Wednesday, September 16, 2009

Pleasure, learning, and knowing

Back to ancient philosophy. I am still wrestling with an old problem. In Republic IX Socrates claims that the life of the philosopher is the most pleasant and justifies that be an appeal to the fact that only the philosopher will experience the pleasures associated with knowing perfect intelligible and unchanging objects. His soul, itself something immortal and stable, will be properly filled by its proper objects. The problem is that Socrates seems to think throughout that pleasure is a kinēsis (583e9–10) and contrasts the intellectual pleasures of knowing with the bodily pleasures of, say, eating in such a way that it seems most likely that he has in mind the pleasures associated with the process of satisfying a lack, whether bodily or intellectual.

So, once the philosopher has come to know the Forms, will he be able ever again to experience the great pleasures associated with that process of coming-to-know? What will the hedonic life of a fully-fledged philosopher be like? There are various things we can say in answer to this, but I am still not sure that Socrates has much to say on the question whether there are pleasures associated with the possession of knowledge or the active use of knowledge in the way Aristotle can.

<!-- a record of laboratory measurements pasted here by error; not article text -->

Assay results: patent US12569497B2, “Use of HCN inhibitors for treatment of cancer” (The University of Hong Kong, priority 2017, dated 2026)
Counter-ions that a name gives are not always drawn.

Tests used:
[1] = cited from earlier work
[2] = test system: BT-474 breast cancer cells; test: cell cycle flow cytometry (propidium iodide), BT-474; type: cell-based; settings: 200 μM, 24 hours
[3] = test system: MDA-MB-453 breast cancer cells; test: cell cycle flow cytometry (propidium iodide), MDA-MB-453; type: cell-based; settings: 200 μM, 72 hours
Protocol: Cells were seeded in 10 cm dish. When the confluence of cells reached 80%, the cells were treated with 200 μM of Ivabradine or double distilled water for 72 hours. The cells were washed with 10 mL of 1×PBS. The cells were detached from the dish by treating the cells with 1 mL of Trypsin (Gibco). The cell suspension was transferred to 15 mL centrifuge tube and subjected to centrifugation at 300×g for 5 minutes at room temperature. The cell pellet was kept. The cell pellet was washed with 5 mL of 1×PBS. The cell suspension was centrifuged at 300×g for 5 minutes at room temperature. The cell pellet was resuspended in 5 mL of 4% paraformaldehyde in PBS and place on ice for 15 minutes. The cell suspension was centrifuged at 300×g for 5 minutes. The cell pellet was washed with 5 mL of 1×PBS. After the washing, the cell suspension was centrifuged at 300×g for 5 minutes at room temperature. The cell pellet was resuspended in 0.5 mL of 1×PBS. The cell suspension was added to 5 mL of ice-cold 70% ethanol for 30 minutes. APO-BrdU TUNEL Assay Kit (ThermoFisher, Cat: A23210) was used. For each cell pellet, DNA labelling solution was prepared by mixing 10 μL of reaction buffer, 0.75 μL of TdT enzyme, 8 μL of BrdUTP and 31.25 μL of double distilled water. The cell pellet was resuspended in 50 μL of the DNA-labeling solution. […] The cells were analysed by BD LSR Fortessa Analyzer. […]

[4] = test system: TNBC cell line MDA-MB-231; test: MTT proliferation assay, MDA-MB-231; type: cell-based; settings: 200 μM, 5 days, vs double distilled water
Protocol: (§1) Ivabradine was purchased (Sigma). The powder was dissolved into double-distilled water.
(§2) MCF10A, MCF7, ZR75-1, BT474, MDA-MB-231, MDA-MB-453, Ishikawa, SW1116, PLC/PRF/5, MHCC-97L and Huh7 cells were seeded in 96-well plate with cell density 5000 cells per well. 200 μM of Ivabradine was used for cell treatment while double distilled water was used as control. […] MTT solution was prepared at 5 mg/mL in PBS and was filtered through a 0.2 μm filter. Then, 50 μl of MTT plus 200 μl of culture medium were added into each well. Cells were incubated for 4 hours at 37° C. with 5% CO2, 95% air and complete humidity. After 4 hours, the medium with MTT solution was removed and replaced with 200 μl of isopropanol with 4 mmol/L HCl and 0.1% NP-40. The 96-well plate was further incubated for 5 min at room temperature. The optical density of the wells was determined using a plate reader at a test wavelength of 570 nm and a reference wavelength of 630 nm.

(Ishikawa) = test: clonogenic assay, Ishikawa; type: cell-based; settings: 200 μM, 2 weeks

I’m working my way again through some interesting comments in Delcomminette’s book on the Philebus. He points to the following brief passage in Republic IX but I’m not sure how precisely it ought to be understood. Here it is:

τὸν δὲ φιλόσοφον, ἦν δ’ ἐγώ, τί οἰώμεθα τὰς ἄλλας ἡδονὰς νομίζειν πρὸς τὴν τοῦ εἰδέναι τἀληθὲς ὅπῃ ἔχει καὶ ἐν τοιούτῳ τινὶ ἀεὶ εἶναι μανθάνοντα; (581d9–e1)

This is part of the argument that shows (tries to show) that in a debate between advocates of three kinds of life – money-loving, victory-loving, and wisdom-loving – although the three will each propose that their own pleasures are the best, we should side with the judgement of the philosophos. Here we are asked to imagine how the philosopher would compare the others’ pleasures with his own. But what are he own pleasures?